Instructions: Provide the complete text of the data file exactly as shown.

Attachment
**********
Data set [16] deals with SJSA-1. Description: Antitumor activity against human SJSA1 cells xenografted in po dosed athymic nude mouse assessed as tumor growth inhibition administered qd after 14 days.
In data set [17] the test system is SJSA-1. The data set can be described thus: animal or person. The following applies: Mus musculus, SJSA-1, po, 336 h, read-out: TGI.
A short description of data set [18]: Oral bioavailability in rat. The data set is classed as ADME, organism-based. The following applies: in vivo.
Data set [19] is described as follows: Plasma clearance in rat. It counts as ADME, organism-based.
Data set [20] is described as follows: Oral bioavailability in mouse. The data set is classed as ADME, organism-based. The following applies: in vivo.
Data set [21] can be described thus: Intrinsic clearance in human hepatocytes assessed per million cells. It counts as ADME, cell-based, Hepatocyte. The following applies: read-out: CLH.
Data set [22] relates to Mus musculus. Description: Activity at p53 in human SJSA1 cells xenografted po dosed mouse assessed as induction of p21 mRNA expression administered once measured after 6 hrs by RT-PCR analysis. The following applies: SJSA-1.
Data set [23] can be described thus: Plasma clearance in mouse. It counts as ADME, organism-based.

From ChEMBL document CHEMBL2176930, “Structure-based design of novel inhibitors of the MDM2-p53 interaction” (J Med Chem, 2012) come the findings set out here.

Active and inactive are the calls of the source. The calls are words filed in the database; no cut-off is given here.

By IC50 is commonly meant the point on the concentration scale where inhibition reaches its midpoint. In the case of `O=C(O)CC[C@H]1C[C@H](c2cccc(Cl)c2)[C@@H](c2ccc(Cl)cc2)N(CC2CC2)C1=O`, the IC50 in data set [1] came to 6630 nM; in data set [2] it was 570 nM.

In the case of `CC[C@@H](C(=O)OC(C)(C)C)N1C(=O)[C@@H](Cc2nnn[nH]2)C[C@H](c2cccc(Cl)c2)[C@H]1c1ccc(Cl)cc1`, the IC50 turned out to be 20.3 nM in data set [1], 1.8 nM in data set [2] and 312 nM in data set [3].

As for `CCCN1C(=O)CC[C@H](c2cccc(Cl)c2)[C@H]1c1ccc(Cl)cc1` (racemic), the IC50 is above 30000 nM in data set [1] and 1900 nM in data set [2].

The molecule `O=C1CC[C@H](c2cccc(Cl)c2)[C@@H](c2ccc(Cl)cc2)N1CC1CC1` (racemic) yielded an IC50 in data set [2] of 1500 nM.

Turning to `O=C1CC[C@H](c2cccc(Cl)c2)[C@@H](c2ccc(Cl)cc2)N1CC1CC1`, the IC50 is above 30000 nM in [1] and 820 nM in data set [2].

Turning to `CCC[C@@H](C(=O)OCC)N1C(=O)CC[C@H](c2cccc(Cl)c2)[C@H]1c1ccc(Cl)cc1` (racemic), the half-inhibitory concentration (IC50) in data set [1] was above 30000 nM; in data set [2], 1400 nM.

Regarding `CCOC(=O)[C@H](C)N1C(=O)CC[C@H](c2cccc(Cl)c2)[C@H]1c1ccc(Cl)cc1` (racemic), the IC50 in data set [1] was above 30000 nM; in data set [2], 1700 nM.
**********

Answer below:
Data set [16] deals with SJSA-1. Description: Antitumor activity against human SJSA1 cells xenografted in po dosed athymic nude mouse assessed as tumor growth inhibition administered qd after 14 days.
In data set [17] the test system is SJSA-1. The data set can be described thus: animal or person. The following applies: Mus musculus, SJSA-1, po, 336 h, read-out: TGI.
A short description of data set [18]: Oral bioavailability in rat. The data set is classed as ADME, organism-based. The following applies: in vivo.
Data set [19] is described as follows: Plasma clearance in rat. It counts as ADME, organism-based.
Data set [20] is described as follows: Oral bioavailability in mouse. The data set is classed as ADME, organism-based. The following applies: in vivo.
Data set [21] can be described thus: Intrinsic clearance in human hepatocytes assessed per million cells. It counts as ADME, cell-based, Hepatocyte. The following applies: read-out: CLH.
Data set [22] relates to Mus musculus. Description: Activity at p53 in human SJSA1 cells xenografted po dosed mouse assessed as induction of p21 mRNA expression administered once measured after 6 hrs by RT-PCR analysis. The following applies: SJSA-1.
Data set [23] can be described thus: Plasma clearance in mouse. It counts as ADME, organism-based.

From ChEMBL document CHEMBL2176930, “Structure-based design of novel inhibitors of the MDM2-p53 interaction” (J Med Chem, 2012) come the findings set out here.

Active and inactive are the calls of the source. The calls are words filed in the database; no cut-off is given here.

By IC50 is commonly meant the point on the concentration scale where inhibition reaches its midpoint. In the case of `O=C(O)CC[C@H]1C[C@H](c2cccc(Cl)c2)[C@@H](c2ccc(Cl)cc2)N(CC2CC2)C1=O`, the IC50 in data set [1] came to 6630 nM; in data set [2] it was 570 nM.

In the case of `CC[C@@H](C(=O)OC(C)(C)C)N1C(=O)[C@@H](Cc2nnn[nH]2)C[C@H](c2cccc(Cl)c2)[C@H]1c1ccc(Cl)cc1`, the IC50 turned out to be 20.3 nM in data set [1], 1.8 nM in data set [2] and 312 nM in data set [3].

As for `CCCN1C(=O)CC[C@H](c2cccc(Cl)c2)[C@H]1c1ccc(Cl)cc1` (racemic), the IC50 is above 30000 nM in data set [1] and 1900 nM in data set [2].

The molecule `O=C1CC[C@H](c2cccc(Cl)c2)[C@@H](c2ccc(Cl)cc2)N1CC1CC1` (racemic) yielded an IC50 in data set [2] of 1500 nM.

Turning to `O=C1CC[C@H](c2cccc(Cl)c2)[C@@H](c2ccc(Cl)cc2)N1CC1CC1`, the IC50 is above 30000 nM in [1] and 820 nM in data set [2].

Turning to `CCC[C@@H](C(=O)OCC)N1C(=O)CC[C@H](c2cccc(Cl)c2)[C@H]1c1ccc(Cl)cc1` (racemic), the half-inhibitory concentration (IC50) in data set [1] was above 30000 nM; in data set [2], 1400 nM.

Regarding `CCOC(=O)[C@H](C)N1C(=O)CC[C@H](c2cccc(Cl)c2)[C@H]1c1ccc(Cl)cc1` (racemic), the IC50 in data set [1] was above 30000 nM; in data set [2], 1700 nM.